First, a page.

Leasing Ban Is a Job-Killing Spree

Fun fact: Energy Secretary nominee Jennifer Granholm has a bachelor’s degree in French. But as a Senate panel discovered last week, the Vancouver-born, California-raised Granholm has no such ease with her native tongue, at least not while answering a question that sets her on edge.

At Granholm’s confirmation hearing, Sen. John Barrasso (R-WY) asked her about the inevitable economic repercussions of President Biden’s anti-fossil-fuel crusade.

The nominee replied, “I think the president’s plan of ‘building back better,’ which would create more jobs in energy—clean energy—than the jobs that might be sacrificed. But I will say this: no job—we don’t want to see any jobs sacrificed.”

She jars the ear not only by bollixing grammar but by “thinking” and “wanting” what cannot be. When Biden killed the Keystone XL pipeline, thousands of jobs died with it. And he has dealt an even more savage blow to the energy workforce by barring new oil and gas leasing on federal lands.

An analysis last year by the American Petroleum Institute (API) projected that a leasing moratorium may cost about 120,000 jobs in Texas, 62,000 in New Mexico, 18,000 in Colorado, and 33,000 in Wyoming. The Pennsylvania Manufacturers Association expects supply-chain disruption to hurt workers and job-seekers even in states without much federal land.

Some news outlets have dismissed API’s job-loss figures because these estimates suppose all federal leasing for fossil-fuel extraction will stop. But API cautions that this is foreseeable, and they’re not alone.

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Energy analyst David Blackmon, writing in Forbes, observes that Biden once promised to ban hydraulic fracturing (or “fracking”) on federal lands before reversing himself on the campaign trail. (Vice President Harris unequivocally supports banning all fracking, as does Interior Secretary nominee Deb Haaland.) Blackmon notes the president could effectively phase out fossil-fuel drilling in federal territories by extending the leasing freeze over several years and burdening energy producers with tougher regulations.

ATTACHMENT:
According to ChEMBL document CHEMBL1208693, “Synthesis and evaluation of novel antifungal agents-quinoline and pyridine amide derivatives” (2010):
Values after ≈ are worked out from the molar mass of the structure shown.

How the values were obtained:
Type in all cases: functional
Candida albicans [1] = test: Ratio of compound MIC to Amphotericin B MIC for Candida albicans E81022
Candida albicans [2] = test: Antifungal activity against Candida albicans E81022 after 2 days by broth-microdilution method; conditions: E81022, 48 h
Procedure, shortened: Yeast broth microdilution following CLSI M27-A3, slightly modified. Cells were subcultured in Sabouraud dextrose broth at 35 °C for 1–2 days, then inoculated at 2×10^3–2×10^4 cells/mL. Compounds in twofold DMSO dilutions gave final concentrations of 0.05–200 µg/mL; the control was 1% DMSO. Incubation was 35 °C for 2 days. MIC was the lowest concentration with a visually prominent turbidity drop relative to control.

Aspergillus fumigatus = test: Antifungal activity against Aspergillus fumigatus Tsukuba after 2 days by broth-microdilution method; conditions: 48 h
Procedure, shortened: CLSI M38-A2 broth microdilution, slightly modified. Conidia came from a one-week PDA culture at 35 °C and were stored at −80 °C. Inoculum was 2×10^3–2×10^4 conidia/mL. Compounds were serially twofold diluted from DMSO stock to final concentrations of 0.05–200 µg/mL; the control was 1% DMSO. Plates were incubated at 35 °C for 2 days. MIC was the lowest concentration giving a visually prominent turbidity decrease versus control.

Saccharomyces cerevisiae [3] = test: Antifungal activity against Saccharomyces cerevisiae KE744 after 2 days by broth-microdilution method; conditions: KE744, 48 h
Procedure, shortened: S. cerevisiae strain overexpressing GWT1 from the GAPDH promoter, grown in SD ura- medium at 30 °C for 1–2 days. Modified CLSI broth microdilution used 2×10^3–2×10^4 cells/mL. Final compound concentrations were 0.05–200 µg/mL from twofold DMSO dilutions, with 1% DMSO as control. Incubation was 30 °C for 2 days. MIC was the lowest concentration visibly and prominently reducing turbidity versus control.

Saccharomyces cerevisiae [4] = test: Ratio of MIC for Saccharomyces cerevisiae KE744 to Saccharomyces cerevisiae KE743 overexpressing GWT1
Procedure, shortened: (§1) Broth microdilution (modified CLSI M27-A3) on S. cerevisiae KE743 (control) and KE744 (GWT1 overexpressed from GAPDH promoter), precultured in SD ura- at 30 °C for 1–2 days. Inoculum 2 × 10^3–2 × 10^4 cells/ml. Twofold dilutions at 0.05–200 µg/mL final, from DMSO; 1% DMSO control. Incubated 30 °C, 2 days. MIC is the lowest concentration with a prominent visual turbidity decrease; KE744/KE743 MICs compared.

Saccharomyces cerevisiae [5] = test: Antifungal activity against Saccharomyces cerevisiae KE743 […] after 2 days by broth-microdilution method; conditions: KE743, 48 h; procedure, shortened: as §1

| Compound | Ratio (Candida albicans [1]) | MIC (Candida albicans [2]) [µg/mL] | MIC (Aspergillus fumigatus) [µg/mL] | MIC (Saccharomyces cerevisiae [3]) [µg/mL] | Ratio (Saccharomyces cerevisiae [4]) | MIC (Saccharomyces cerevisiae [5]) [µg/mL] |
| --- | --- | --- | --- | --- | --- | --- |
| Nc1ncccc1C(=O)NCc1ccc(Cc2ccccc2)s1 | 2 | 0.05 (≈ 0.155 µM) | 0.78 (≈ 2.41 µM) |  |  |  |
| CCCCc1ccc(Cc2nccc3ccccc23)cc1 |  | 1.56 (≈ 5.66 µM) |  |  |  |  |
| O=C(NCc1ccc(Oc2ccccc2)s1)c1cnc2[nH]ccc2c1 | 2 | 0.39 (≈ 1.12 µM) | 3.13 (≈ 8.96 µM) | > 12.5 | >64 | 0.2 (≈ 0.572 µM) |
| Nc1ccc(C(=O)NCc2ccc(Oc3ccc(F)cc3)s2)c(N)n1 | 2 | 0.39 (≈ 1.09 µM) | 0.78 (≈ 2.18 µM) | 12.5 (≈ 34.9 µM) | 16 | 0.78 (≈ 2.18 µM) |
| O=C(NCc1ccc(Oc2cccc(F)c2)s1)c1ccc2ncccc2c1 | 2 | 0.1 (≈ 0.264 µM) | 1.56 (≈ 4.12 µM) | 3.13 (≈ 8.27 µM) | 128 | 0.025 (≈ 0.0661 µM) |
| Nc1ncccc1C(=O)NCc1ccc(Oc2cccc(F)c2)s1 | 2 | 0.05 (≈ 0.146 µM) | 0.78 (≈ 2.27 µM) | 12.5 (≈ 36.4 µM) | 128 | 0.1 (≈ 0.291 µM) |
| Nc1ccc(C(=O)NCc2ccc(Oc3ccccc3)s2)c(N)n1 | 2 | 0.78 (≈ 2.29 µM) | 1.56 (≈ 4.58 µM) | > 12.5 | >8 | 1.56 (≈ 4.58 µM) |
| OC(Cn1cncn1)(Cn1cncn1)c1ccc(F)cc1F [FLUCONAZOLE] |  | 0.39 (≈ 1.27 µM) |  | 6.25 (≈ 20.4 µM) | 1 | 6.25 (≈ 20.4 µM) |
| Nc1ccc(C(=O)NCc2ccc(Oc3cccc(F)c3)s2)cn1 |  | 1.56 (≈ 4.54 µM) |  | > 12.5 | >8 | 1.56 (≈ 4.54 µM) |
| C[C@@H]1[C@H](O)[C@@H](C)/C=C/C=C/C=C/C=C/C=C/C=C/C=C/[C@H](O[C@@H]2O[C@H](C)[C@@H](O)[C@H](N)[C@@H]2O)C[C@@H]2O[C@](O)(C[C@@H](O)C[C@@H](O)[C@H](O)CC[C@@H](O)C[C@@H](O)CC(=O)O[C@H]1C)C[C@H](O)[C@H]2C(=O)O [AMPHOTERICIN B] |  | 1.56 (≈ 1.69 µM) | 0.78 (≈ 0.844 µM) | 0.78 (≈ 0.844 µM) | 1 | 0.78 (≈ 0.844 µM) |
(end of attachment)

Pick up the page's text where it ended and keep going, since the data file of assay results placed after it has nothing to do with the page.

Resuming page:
If Congress cooperates, Biden will lay on some tax increases for good measure. Of course, he is too smart to call them that. Instead, he insists on ending “subsidies” or “handouts to ‘big oil.’” The tax code, however, bestows no industry-specific benefit upon fossil-fuel producers. These corporations can write off business expenses, e.g., the costs of drilling their wells. Preventing them from doing so would confer a tax disadvantage on oil and gas companies.

And on it goes. Having rejoined the Paris Climate Agreement and having reestablished the Interagency Working Group on the Social Cost of Greenhouse Gases, America will face steep obligations to reduce carbon emissions. Pipeline projects beyond Keystone XL are being reconsidered or halted. Biden has affixed a $2 billion price tag to his “green jobs” plan, which means higher taxes or greater debt or—who are we kidding?—both.

But what of this “green jobs” vision? Can’t employment in renewables simply replace jobs in fossil fuels? Alas, no: similar economic “stimuli” haven’t helped the American workforce in the past. “Green technology” spending through the American Recovery and Reinvestment Act (i.e., the 2009 Obama stimulus, or ARRA), for example, spent about $67,500 for every “green job” created. Obviously, those positions didn’t pay nearly that well. Most of the jobs generated by ARRA required more than a high school diploma yet perversely paid below the typical blue-collar salary.

Julian Morris and Vittorio Nastasi examined ARRA and other environmentally focused programs for the nonprofit Reason Foundation. They found that these programs always tend to devour more productive investment than they yield toward job creation.

Because fuel markets are global, the pain Biden is inflicting will spread far beyond America. Academic research attests to electricity’s causal link with economic growth, and therefore its counteractive effect on poverty. So closely does national electricity use correlate with industrial output that investment banks have tracked the former to gauge the latter. Yale economist William Nordhaus even demonstrated in 2010 that the amount of light detectable from space in developing nations closely parallels those countries’ aggregate personal incomes. If energy costs rise, the poor will suffer.

“We must talk about poverty,” Dorothy Day advised in 1963, “because people insulated by their own comfort lose sight of it.” She wasn’t referring to environmentalists. She should have been.


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